Why questioning has become necessary, and how this will transform education
Over the past several decades…within the education sector, and American society as a whole, the question of why, (the critical, analyzing, specifically engaging question) of “why,” has not only diminished but has basically vanished, not only from conversation but from everyday action in citizens life.
A certain level of comfort and safety, along with miscellaneous distractions and numbness sensations had replaced what before used to be the idea that we question, not only our government and business sectors, but also ourselves. This critical engagement, of asking the question “why?” had no longer become relevant to our everyday lives. Yes, it is true that we saw war, plague, famine, starvation, injustice and inequality. It is true that some individuals did see these terrible and awful things and felt empathy and questioned their existence, but there was still a disconnect, or invisible wall if you will, that separated them from us.
In September of 2008, this wall came crashing down, with the financial collapse of Wall Street and several large banks. As we stood among the rubble, we were but dazed and confused for a great amount of time, in a paralysis if you will, unable to shake off what had just happened to millions of people, of no fault of their own. As the dust has begun to clear, our minds have done so as well. In this moment, whether it be with the Tea Party protests or the Occupy Wall Street Movement, or just the conversations we have with one another, our friends and family, we are beginning to identify with the questions of why?, how? and oppression? No longer was this a war fought on some remote desert or images of starving children in a villages thousands of miles away, but now, this directly affected us or someone exactly like us. No longer was this fair, or equal. No longer was it OK to be a pawn in the larger game of billionaires chess board, but now, was the time to critically engage and now is the time that we are critically engaging in.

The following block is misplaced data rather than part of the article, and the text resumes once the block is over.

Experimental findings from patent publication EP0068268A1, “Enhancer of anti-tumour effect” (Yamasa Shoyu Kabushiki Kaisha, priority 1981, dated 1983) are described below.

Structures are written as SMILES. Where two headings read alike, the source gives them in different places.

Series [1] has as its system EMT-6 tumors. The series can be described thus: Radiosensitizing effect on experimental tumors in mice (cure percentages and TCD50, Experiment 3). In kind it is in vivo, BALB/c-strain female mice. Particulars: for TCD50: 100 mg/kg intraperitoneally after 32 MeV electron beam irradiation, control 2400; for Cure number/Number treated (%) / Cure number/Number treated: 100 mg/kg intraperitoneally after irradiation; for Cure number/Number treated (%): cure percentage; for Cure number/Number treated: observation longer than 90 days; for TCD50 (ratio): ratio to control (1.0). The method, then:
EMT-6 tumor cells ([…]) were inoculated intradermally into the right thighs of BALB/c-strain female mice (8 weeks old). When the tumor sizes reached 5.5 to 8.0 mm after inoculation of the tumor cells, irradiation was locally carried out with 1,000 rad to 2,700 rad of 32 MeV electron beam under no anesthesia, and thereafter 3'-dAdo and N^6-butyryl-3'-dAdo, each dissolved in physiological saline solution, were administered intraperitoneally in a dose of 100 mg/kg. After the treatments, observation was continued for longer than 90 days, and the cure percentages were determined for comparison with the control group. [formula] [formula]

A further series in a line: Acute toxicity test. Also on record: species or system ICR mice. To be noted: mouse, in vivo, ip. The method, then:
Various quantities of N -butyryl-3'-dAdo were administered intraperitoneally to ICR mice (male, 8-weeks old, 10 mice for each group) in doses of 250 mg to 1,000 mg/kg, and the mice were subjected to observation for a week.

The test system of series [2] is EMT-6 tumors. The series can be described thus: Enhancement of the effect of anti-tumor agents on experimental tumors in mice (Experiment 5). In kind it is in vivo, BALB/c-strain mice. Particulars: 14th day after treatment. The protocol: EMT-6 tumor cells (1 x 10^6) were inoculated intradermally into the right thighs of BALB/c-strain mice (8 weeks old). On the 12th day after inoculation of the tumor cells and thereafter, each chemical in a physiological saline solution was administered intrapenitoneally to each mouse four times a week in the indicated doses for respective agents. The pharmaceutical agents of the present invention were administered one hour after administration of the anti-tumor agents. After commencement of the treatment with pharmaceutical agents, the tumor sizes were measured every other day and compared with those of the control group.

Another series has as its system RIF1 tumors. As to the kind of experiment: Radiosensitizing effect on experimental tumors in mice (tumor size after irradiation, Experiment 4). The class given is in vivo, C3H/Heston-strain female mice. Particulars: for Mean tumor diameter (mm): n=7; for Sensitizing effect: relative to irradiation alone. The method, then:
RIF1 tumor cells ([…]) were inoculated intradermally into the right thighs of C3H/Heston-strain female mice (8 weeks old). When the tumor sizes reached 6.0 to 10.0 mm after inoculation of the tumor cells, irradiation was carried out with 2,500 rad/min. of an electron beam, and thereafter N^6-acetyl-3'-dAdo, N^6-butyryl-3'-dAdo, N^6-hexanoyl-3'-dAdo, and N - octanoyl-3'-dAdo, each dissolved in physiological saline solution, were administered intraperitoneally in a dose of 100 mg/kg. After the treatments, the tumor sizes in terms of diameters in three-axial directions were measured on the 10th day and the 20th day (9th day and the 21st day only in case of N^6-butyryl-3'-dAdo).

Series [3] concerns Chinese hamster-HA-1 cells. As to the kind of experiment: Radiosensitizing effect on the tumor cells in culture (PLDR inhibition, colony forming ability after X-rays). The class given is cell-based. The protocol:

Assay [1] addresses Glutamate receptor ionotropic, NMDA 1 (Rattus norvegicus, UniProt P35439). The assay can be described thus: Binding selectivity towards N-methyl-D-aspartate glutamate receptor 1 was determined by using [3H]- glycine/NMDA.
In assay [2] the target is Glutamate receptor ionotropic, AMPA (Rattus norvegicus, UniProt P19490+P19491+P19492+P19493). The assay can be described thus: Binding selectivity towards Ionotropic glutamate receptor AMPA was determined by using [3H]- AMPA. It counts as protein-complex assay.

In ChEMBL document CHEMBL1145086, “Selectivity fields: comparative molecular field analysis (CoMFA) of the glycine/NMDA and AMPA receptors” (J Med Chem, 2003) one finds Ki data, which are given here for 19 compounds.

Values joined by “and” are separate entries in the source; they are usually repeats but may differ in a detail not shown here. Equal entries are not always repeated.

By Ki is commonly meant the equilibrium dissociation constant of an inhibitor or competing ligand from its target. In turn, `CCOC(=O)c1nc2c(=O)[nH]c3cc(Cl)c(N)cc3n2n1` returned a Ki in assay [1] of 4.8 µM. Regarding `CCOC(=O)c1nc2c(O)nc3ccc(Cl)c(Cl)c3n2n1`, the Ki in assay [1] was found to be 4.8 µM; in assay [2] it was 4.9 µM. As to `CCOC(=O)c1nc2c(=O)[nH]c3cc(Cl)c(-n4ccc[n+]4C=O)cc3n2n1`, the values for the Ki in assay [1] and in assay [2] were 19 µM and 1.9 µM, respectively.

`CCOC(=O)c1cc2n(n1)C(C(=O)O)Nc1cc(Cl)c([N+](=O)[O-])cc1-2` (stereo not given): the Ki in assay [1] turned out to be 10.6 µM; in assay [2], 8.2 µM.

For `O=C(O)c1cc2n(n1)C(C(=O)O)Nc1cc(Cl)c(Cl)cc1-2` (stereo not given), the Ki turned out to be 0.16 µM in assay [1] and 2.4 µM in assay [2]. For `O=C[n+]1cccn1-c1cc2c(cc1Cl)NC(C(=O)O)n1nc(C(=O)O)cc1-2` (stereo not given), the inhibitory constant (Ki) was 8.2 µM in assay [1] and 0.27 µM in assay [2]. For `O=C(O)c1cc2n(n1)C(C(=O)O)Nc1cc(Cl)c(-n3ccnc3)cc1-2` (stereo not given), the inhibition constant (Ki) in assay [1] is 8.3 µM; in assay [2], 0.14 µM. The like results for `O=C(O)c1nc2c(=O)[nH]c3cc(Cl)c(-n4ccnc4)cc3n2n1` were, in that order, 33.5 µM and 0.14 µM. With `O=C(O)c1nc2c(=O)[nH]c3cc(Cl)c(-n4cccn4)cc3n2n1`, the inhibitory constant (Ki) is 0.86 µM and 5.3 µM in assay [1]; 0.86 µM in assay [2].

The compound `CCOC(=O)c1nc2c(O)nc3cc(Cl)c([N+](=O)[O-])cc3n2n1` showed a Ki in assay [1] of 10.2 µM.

It was the decade that followed the Great Depression collapse of 1929 in which the populism of Progressive Education and John Dewey’s education philosophical movement sky rocketed. It was during the time of great upheaval, uncertainty and survival, in which individuals began to think of ideas, of schooling, of life differently. It is with great certainty that I believe that with the economic recession and life as it currently stands in the United States, that a new narrative of transformative questioning and transforming education is on the cusp of reality, and taking hold, firmly rooted into the democratic soil of the traditional notion of American Rebellion-ism.
Once individuals within a society have uncertainty of their basic needs, they become open towards a more drastic change. While I do not believe, that on its own, education ushers in this awakening, I do believe it rides on the tidal wave that is this economic inequality. While I sit here, typing this entry, I am out of work, with no children to educate, and no lives to dramatically change. Strangely, however, I feel hope, hope in this moment of uncertainty, hope in the belief of this cataclysmic shift that is currently taking place in educational paradigms, and a realization…that out of the dust of a collapse, rises a new generation, ready to fight for what is right, and bring about transformations of learning out of the disparages necessity to survive.